Date of Graduation
Master of Science in Plant Science (Agriculture)
College of Agriculture
Worldwide resistance to current insecticides continues to grow at an alarming rate, with the danger of pesticide overuse reducing acceptable doses. Alternative strategies for insect pest management are therefore imperative. By compromising the insect immune system with plant-derived substances and studying the detailed processes involved in hemocyte-mediated responses, one can develop improved methods for insect control. Hemocyte numbers change in response to stress. This allows essential defense mechanisms such as phagocytosis and encapsulation to take place. In this thesis, plant-derived substances were used to challenge larval-stage Galleria mellonella (Family: Lepidoptera) due to their nontoxic nature and high value in pest management. Insects were subjected to chemicals of botanical origin including essential oils and various neem formulations. Azadirachtin, the presumed insecticidal compound of neem, was also tested in addition to a mycoinsecticide containing Beauveria bassiana fungi. Differential hemocyte counts were conducted, phagocytosis was assessed using Sumi ink, and nylon implants were inserted to measure encapsulation. Final results indicate a correlation between hemocyte release and insect cellular defenses. Interestingly, neem oil significantly disrupted pupation while simultaneously inhibiting plasmatocyte production. Azadirachtin similarly halted larval growth, but did not elicit a hemocytic response.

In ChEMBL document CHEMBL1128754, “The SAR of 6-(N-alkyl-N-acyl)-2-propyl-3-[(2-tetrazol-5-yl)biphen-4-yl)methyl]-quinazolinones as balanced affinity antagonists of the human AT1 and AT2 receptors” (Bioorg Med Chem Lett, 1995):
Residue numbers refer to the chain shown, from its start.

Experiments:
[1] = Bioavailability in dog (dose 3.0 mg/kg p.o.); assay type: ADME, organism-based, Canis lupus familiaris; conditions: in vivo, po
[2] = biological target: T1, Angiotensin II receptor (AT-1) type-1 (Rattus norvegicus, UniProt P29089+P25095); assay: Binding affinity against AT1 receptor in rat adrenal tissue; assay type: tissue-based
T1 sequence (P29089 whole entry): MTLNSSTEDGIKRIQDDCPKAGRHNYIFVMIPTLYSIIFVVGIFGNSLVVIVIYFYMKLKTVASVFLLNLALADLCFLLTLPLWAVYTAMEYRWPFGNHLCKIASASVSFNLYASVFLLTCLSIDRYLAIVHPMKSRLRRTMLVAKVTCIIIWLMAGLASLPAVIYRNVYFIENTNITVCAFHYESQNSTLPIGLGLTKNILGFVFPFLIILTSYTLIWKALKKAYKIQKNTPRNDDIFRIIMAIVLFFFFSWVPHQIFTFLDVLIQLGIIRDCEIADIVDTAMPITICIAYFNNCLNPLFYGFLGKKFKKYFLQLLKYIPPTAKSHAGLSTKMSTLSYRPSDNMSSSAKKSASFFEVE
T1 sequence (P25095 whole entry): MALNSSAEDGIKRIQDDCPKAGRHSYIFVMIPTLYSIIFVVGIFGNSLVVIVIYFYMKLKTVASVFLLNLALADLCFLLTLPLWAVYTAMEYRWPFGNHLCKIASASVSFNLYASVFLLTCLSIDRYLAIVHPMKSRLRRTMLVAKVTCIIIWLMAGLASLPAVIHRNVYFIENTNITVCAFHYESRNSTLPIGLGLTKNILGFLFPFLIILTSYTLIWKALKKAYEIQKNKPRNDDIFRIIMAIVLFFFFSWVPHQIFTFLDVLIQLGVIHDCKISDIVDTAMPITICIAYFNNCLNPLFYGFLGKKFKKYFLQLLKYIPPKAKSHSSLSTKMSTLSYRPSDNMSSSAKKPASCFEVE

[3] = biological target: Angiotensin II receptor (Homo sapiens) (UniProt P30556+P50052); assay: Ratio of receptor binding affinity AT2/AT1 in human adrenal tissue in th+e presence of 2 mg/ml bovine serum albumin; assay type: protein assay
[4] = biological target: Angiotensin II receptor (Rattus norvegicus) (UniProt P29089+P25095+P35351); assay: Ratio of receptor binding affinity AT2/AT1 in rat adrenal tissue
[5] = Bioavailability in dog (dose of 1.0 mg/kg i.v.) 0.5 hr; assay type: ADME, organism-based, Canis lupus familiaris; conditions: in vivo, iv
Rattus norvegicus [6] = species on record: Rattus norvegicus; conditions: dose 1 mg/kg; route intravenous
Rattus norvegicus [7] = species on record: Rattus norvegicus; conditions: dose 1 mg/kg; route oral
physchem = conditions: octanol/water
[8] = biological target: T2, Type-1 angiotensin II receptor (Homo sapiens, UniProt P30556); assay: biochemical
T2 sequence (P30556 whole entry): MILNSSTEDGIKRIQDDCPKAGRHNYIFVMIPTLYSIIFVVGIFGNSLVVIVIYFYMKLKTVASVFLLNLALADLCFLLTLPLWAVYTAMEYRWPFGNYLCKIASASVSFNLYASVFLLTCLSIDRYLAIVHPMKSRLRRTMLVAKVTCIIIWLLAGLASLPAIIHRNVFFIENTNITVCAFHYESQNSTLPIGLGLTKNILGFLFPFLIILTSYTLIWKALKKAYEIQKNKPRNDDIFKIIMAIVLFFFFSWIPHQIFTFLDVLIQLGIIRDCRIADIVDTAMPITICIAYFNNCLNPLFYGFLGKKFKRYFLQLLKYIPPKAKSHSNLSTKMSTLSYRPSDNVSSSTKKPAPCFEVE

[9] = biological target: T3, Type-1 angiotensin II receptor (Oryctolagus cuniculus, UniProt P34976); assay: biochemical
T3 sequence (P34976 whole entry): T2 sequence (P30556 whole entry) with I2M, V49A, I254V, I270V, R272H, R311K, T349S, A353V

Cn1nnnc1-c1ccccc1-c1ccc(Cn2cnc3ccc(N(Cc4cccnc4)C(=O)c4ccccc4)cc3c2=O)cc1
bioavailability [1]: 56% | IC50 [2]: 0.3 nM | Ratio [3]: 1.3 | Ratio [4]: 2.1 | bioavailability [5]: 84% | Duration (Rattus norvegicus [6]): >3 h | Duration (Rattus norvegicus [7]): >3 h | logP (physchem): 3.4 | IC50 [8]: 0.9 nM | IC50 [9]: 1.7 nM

insect immunity, Lepidoptera, Galleria mellonella, bioinsecticides, essential oils, azadirachtin, hemocytes, phagocytosis, encapsulation
© Katherine Haszcz
Haszcz, Katherine, "Impairing The Insect Immune System With Plant-Derived Substances" (2016). MSU Graduate Theses. 2383.